The Magic Mountains of Guilin

guilinAn eminent poet and scholar-official during the golden age of Song dynasty China, Fan Chengda was also something of an early travel writer. One of his diaries recounts a four-month journey from Suzhou to Guilin on what was then the Middle Kingdom’s southwestern frontier, where, in the spring of 1173, he took up a post governing the mountainous and ethnically diverse Guangxi region. Though banditry and a backward economy plagued his time there, Fan couldn’t help but be inspired by the surreal scenery around him. “I often sent pictures of the hills of Guilin which I painted to friends back home, but few believed what they saw,” he wrote. “There is no point in arguing with them.”

It’s easy to see why Fan’s pals in the Song literati were incredulous. There is something almost supernatural about Guilin’s craggy karst landscape, even to a modern-day traveler armed with the knowledge that these limestone pinnacles were created by millennia of water erosion. When confronted with the magic of the region, I swiftly fell into a more poetic state akin to what Fan must have felt when he described the topography as “like jade bamboo shoots and jasper hairpins, forests of them extend without limit.”

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Holistic Haven

One enters Baimo Cave through a small, water-curtained orifice. Once inside, a lofty vault in the limestone is revealed – an illuminated chamber decorated by evocative natural rock sculptures. While our tour guide points to a tangled stalagmite, observing with classic Chinese symbolism, “This one is called Peacock in his Pride Worshiping Avalostesvara,” I find myself distracted by the sound and sight of water bursting out of every crack and vent. It drips from the ceiling, while subterranean streams surge underfoot, suggesting just how Bama County’s cragged landscape has been shaped, inside and out.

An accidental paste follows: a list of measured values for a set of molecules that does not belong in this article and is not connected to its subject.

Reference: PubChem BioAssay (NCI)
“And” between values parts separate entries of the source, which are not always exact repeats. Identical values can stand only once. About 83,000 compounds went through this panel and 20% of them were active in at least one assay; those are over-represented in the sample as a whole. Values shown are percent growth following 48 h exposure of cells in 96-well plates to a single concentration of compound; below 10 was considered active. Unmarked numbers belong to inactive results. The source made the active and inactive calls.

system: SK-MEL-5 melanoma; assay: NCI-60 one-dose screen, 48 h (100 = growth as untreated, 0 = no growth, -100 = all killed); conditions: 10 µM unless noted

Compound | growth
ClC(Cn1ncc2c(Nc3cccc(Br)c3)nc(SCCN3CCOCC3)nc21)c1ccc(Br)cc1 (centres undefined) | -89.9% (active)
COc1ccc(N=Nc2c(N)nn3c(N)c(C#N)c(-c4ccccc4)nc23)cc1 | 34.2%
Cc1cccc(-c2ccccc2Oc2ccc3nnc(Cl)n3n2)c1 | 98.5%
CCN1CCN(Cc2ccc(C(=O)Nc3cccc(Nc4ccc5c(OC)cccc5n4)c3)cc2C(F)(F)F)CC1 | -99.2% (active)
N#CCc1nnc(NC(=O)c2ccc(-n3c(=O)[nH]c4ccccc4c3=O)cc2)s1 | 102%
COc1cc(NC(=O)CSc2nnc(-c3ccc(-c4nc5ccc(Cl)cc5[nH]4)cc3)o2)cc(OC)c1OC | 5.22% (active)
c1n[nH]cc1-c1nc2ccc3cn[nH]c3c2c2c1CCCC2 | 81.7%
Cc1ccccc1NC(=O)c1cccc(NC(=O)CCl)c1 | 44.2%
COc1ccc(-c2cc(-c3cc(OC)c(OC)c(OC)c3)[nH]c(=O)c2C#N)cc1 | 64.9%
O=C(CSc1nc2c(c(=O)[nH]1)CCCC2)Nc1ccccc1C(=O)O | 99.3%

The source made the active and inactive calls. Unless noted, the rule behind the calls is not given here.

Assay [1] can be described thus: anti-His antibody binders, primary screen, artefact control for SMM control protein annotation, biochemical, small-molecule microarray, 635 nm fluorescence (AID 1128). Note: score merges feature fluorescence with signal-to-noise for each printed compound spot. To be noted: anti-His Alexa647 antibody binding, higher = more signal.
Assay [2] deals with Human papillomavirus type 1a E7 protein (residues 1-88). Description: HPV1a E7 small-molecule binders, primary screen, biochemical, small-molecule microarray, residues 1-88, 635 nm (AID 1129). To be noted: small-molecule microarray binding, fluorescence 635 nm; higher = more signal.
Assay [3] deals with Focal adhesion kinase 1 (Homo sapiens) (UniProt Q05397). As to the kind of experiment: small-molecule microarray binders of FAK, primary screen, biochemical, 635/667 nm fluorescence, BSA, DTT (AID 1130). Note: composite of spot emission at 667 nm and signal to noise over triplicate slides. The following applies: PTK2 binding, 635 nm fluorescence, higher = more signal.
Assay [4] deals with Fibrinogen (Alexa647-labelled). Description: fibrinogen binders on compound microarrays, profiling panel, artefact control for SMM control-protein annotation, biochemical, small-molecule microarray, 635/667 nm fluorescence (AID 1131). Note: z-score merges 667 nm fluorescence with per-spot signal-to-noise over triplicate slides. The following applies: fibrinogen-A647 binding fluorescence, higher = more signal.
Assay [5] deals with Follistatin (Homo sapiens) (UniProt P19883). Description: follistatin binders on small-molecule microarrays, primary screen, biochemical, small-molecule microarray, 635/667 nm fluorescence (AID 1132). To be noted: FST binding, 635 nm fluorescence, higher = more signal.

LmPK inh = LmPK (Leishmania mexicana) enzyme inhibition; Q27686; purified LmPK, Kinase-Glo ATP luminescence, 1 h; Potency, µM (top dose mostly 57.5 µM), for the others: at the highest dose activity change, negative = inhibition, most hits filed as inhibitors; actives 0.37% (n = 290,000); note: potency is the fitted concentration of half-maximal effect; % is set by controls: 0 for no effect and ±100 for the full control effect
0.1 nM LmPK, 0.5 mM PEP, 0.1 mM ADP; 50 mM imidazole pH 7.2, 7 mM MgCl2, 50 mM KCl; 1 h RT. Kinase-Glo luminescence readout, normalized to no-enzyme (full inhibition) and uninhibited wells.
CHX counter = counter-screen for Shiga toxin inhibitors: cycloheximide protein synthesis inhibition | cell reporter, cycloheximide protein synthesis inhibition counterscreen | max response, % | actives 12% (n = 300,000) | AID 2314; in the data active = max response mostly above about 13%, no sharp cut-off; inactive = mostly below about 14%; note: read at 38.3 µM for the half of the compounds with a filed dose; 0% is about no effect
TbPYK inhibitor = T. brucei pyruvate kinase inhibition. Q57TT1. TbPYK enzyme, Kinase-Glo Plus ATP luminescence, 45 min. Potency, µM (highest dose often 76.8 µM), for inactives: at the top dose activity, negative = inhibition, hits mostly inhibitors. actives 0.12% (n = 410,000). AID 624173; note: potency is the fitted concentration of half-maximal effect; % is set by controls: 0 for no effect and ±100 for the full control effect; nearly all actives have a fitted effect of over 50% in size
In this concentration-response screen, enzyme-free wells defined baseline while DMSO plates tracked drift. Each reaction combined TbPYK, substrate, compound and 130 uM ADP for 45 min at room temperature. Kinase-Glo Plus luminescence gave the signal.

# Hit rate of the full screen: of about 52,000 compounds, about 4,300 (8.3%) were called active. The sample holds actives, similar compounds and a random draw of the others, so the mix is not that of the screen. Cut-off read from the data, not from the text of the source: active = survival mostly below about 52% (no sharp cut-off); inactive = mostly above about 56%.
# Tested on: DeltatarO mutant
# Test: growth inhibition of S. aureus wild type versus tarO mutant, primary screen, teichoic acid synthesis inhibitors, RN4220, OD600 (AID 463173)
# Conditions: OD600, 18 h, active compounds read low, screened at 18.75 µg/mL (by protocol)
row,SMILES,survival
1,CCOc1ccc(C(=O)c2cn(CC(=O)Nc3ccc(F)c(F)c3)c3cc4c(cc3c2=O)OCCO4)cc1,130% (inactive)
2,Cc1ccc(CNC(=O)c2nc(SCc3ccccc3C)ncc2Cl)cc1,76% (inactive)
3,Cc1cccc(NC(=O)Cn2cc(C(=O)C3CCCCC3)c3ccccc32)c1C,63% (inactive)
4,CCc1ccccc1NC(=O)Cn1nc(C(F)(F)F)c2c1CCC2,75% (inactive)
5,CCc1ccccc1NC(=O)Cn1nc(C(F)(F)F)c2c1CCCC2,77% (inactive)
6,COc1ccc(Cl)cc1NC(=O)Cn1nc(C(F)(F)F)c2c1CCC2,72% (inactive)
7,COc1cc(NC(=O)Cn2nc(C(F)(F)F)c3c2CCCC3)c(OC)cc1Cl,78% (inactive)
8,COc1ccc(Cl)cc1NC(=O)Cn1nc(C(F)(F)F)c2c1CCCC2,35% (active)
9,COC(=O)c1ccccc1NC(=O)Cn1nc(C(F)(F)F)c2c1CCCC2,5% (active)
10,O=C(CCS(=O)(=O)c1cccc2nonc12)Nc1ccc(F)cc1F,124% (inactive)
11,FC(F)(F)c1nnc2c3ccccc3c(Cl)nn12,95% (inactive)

Deep inside the cave’s sanctum we come upon several people sitting on rocks, some meditating, some merely lazing around, others bartering prices for local produce from nagging Bama farmers. But all, my companion explains, are bound by a belief in the healing properties of the cave stone.

“They buy monthly passes,” says Zhang Xingyuan, a kindly local businesswoman who is showing me around, “and come here daily from nearby Poyue Town. Sometimes they even hold events in the cave.”

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Shenzhen’s craft beer brewing scene takes off

In July, Shenzhen independent craft brewery Bionic Brew celebrated its second anniversary. A horde of thirsty expats and local beer enthusiasts descended on Bionics’ tiny backstreet bar to listen to live music and down made-in-Shenzhen lagers, ales, stouts and pilsners, as well as a commemorative pink ale, created by master brewer Dmitrii Gribov.

Although American owner Joe Finkenbinder recalls little of the evening, what his hangover cannot obscure is that he, above all others, has succeeded in fermenting a Shenzhen beerscape. And when one winds the clock back, it becomes apparent that it took far more than yeast, hops and malt to turn this mercantile migrant town on to a quality brew.

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